There is a mystical side to the shamans. They can and do have spirit animals, though the ones who live in cities don’t know what they are. They have a definite afterlife. When ordinary humans, the Teshvet, die, nobody knows what happens to them. But dead shamans continue traveling through the underworld after death; occasionally they return.

Lefranu has two principal established religions, Doxa and Ya-udi. Doxa is based on Christianity; it’s a blend of Roman Catholicism and Eastern Orthodoxy, but the Virgin Mary’s counterpart, Megalmayar, is a God. Though the religion is matriarchal, the hierarchy is staffed by men.

The Wanderers or Ya-udi are like the Jews. They were cursed by Megalmayar to wander the earth, in exile from their homeland, Zyon. So they live in a kind of diaspora and are persecuted by the Doxoi to varying degrees. Their God is called the One, and they don’t refer to him by name. Like Judaism, it is a patriarchal religion; the words and the letters of their sacred language, Ebreu, are important (and magical).

And then there are the Goddesses. The other deities, like the One or Megalmayar, are unseen; they don’t appear in person. But the characters meet the Goddesses (or one Goddess with two aspects). This creates a problem for them. Some of them are Doxoi and some are Wanderers, but there is no doubt that the Goddesses are real. And not only are they real, but they draw the main characters into their myth. They don’t ask permission; they mug the characters and leave them to deal with the consequences.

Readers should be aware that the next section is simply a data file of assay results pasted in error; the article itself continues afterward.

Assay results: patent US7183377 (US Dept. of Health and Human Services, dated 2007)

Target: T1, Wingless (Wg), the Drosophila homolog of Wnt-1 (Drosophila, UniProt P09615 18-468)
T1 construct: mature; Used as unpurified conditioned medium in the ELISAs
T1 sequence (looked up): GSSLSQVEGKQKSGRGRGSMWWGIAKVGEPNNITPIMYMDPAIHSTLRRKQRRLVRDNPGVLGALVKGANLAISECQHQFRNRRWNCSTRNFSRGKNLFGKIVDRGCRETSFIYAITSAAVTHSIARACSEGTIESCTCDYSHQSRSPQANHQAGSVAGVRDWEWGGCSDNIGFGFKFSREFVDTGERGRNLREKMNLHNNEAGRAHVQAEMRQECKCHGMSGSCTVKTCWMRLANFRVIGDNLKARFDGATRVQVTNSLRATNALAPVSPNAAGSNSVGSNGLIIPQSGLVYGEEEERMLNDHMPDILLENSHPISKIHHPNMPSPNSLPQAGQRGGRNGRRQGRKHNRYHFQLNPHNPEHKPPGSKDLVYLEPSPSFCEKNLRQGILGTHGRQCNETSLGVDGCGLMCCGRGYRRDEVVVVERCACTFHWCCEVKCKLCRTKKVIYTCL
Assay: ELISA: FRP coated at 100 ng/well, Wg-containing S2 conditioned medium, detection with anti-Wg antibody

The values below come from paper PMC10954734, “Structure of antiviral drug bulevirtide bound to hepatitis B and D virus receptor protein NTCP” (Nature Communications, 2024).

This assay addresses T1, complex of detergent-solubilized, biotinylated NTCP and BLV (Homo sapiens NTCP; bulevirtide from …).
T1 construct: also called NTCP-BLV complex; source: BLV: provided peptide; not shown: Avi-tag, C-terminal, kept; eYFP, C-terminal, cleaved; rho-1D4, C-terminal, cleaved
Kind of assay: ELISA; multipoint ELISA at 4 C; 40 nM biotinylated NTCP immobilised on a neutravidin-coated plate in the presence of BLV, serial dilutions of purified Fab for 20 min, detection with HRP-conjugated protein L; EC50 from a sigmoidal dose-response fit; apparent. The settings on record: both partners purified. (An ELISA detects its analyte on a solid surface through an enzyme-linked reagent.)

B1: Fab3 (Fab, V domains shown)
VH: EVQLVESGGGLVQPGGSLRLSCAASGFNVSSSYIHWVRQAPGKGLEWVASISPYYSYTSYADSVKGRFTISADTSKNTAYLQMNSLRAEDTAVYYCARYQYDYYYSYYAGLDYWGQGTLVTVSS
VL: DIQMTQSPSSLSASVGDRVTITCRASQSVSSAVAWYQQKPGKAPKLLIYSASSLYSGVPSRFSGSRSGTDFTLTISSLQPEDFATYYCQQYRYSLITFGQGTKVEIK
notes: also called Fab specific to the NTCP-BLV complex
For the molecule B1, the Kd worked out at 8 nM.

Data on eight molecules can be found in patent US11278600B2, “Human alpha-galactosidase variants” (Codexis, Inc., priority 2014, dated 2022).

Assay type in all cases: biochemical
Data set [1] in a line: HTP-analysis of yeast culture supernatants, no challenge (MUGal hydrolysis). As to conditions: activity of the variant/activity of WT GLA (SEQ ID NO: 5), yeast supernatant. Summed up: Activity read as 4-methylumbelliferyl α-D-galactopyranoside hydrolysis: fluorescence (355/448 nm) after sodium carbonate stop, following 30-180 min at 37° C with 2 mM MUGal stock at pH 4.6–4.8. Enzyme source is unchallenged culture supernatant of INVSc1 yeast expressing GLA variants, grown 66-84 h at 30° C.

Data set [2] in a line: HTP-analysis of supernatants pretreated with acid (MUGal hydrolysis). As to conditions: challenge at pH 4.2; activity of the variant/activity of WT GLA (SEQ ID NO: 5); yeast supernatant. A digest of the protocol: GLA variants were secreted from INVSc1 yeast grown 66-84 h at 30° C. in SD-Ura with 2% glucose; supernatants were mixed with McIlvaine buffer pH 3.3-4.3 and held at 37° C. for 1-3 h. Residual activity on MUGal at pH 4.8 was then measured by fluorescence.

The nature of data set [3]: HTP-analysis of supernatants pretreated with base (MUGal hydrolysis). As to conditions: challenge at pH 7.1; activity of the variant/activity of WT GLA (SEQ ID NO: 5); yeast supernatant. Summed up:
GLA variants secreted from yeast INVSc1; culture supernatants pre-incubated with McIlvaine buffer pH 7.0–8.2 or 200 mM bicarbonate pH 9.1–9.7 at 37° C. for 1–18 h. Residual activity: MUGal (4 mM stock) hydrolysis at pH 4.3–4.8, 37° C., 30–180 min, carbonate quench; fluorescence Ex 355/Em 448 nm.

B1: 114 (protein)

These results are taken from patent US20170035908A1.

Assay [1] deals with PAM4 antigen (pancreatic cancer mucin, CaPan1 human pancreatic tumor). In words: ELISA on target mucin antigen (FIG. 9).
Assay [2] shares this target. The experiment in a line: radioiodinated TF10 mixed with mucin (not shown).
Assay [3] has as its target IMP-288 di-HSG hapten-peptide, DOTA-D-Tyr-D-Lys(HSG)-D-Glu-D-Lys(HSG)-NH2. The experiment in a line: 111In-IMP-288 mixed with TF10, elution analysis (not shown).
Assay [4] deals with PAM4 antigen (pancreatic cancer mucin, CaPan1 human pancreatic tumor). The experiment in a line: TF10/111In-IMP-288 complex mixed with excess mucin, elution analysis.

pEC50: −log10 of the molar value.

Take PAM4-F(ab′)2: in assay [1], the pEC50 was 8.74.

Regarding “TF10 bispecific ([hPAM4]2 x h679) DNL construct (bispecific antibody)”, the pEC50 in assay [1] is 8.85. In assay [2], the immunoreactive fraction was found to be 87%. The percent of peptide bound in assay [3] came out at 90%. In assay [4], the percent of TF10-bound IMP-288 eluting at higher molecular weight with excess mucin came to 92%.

The idea of the Goddesses was inspired by the myth that Mary Magdalen sailed to France in a boat without sails, accompanied by two sisters of the Virgin called Mary Salome and Mary Jacobe, and their servant Sara. The number of women all named Mary immediately suggested a Goddess cult. This seems to be a popular idea, and there are books that suggest that the Virgin Mary was a Temple Virgin, or that Mary Magdalen was a hierodule (or holy prostitute): cf. Mary Magdalene: Christianity’s Hidden Goddess by Lynn Picknett.

I was interested in the idea of syncretisation, in which one religion is used to hide another, as with religions such as Santeria or Vodou. It seems possible that the story of so many Marys landing in France might have been invented when the country converted to Christianity, and Christian saints replaced local goddesses. It’s an interesting thought!

In my story, the Goddesses (or aspects of one Goddess) are known as Artemyas and Nyssa. She is dual – she has a dark and a light side; but it’s important to note that dark isn’t purely evil and light isn’t purely good. She (or they) are ambivalent. I can’t say much more without a spoiler alert! But writers often treat of goddess religions as if they are wholly benign. In this case, they do have negative aspects.